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Author Topic: Can you still use Bitcoin to buy and sell goods in China?  (Read 2180 times)
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pera
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December 05, 2013, 09:37:52 PM
 #1

Simple question, I want to know if this translation from Google is right:
Quote
"Notice" clearly the nature of Bitcoin, think Bitcoin is not issued by the monetary authorities, does not have, such as legal tender currency of the mandatory attributes, not the true meaning of money. From the nature point of view, Bitcoin is a specific virtual goods, does not have legal status and monetary equivalent, can not and should not be used as currency in circulation in the market. However, Bitcoin transaction as a commodity trading behavior on the Internet, ordinary people have the freedom to participate at your own risk premise.

Original text:
Quote
《通知》明确了比特币的性质,认为比特币不是由货币当局发行,不具有法偿性与强制性等货币属性,并不是真正意义的货币。从性质上看,比特币是一种特定的虚拟商品,不具有与货币等同的法律地位,不能且不应作为货币在市场上流通使用。但是,比特币交易作为一种互联网上的商品买卖行为,普通民众在自担风险的前提下拥有参与的自由。

This statement was issued by: PBC (People's Bank of China), MIIT (Ministry of Industry and Information Technology), CBRC (China Banking Regulatory Commission), CSRC (China Securities Regulatory Commission), and CIRC (China Insurance Regulatory Commission).

Source: http://www.pbc.gov.cn/publish/goutongjiaoliu/524/2013/20131205153156832222251/20131205153156832222251_.html


Please note that I'm not asking if Bitcoin was "banned" in China since it clearly says that ordinary people can trade it as a "commodity", I want to know if the automatic translation from Google is correct and that Bitcoin can't be used as a currency anymore.

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December 05, 2013, 10:12:21 PM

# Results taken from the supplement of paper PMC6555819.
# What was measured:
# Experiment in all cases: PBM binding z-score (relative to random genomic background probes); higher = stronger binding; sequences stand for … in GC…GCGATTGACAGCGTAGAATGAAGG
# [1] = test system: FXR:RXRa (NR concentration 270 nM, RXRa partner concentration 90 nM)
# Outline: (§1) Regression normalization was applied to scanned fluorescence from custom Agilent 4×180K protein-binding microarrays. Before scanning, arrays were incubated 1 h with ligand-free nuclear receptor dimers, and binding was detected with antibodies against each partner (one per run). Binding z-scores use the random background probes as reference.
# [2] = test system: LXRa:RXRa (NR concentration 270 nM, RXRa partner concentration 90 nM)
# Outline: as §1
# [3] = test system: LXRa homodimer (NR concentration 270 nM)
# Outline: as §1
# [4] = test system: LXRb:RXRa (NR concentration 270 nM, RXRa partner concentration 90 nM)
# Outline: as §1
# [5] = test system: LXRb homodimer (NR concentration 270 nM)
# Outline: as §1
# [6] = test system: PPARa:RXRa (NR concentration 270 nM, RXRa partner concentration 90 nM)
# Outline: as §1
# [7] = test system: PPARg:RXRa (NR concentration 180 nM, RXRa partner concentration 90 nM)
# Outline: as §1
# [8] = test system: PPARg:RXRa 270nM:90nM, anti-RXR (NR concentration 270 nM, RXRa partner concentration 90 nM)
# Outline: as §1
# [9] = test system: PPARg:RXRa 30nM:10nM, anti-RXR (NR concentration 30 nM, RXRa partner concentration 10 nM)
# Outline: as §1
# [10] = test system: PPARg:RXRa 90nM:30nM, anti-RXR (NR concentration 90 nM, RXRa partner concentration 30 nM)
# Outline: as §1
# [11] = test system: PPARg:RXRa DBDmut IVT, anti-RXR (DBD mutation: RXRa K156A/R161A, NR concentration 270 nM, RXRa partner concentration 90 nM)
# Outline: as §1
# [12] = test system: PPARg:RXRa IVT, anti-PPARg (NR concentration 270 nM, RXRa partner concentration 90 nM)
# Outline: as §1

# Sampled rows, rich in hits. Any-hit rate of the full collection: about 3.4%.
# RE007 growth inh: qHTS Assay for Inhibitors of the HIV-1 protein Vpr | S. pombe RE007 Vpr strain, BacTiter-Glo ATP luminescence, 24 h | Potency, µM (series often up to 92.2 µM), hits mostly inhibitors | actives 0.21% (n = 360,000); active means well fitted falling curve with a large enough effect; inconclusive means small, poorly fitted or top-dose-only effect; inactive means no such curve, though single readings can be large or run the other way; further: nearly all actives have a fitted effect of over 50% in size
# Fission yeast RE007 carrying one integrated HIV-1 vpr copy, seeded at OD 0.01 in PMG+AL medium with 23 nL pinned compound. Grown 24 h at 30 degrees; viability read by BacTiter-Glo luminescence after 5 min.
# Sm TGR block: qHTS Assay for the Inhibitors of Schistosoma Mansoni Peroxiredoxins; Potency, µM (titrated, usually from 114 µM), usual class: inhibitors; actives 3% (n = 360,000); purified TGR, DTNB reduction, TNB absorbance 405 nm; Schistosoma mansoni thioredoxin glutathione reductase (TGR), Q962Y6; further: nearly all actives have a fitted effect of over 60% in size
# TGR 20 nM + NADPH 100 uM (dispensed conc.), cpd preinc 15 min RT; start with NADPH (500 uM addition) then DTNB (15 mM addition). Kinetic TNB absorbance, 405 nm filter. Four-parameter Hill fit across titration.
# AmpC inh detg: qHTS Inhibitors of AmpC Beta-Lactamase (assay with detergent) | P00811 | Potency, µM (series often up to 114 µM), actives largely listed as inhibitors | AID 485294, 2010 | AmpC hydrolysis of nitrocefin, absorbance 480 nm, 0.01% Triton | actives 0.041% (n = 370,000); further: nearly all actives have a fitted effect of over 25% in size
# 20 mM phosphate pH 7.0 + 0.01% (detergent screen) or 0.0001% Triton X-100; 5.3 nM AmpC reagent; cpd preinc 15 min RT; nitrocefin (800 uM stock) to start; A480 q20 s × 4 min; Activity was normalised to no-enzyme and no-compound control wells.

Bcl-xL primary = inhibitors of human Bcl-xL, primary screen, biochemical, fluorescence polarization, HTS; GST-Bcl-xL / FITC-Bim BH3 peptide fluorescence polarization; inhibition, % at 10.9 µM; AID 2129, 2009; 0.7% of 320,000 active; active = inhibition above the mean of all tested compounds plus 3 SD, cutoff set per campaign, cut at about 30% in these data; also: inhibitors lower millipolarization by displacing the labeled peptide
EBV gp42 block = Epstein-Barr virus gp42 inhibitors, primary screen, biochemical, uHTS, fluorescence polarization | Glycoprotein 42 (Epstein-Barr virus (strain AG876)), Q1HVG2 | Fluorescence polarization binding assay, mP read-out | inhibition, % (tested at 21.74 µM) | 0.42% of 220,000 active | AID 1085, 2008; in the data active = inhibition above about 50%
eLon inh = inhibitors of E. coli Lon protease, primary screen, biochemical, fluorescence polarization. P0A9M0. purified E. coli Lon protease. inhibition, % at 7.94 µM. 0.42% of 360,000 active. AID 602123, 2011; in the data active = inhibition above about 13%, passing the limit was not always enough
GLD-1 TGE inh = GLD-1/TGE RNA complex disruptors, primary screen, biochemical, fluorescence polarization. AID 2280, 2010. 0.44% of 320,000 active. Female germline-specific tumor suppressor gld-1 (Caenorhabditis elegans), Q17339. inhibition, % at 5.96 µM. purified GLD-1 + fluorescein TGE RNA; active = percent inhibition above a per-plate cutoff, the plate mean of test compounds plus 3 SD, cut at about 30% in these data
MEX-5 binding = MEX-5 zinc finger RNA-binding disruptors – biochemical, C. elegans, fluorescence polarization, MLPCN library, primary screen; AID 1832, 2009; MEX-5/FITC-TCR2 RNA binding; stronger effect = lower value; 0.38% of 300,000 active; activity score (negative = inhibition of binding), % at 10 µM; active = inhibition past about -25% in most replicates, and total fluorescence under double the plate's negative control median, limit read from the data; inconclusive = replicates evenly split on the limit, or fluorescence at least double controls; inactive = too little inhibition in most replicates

Last edit: December 05, 2013, 10:23:16 PM by EvilPanda
 #2

IMo they are just stating the obvious - bitcoin isn't a currency in the legal terms (is not defined or backed by a government of a country) so they (as a government) discourage people from using it as it is volatile and may lead to a loss. They aren't gonna fight it or anything, they just don't recognize it as a means of payment - nothing new.

What happened today illustrates how people act under pressure. They see some unclear news and run for the door like it's the end of the world. If I were a CEO of some big company like Apple or Dell I would buy few hundred BTC and announce that I'm gonna start introducing BTC payments. People would go "shut up and take my money" imediately causing a jump in price - few hours of work, lots of cash earned.

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December 05, 2013, 11:24:25 PM
 #3

Yeah, China govt (and Hong Kong too) already said that "investing" on Bitcoin is high-risk, but now what I am worried about is that they are saying (as far as I understand from that automatic translation and some comments on Weibo) that you can't use Bitcoin in the market.

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December 05, 2013, 11:52:53 PM
 #4

IMo they are just stating the obvious - bitcoin isn't a currency in the legal terms (is not defined or backed by a government of a country)

Except for enforcing anti counterfeiting laws and accepting it as a tax credit what modern government still "backs" a currency w/ anything?
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December 06, 2013, 12:56:59 AM
 #5

IMo they are just stating the obvious - bitcoin isn't a currency in the legal terms (is not defined or backed by a government of a country)

Except for enforcing anti counterfeiting laws and accepting it as a tax credit what modern government still "backs" a currency w/ anything?

Yes - with its image. If a country loses control of the currency it loses credibility as well. I don't think EU would survive as a whole if suddenly euro lost value.
A country has certain ammount of valuables stored in the treasury, so if its central bank issues a currency it acts like it was selling shares. You know that until the country exists (or until it decides to suck you dry with taxes) you will be able to buy stuff with their money. If a country goes bankrupt or has some internal issues it affects the value of the currency. As far as I know USA used to value every $ in gold before they went printing frenzy.

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December 06, 2013, 01:45:43 AM
 #6

As far as I could understand, it is possible for individuals to purchase and sell their bitcoin or exchange it for something else.


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dmartig
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December 06, 2013, 03:50:58 PM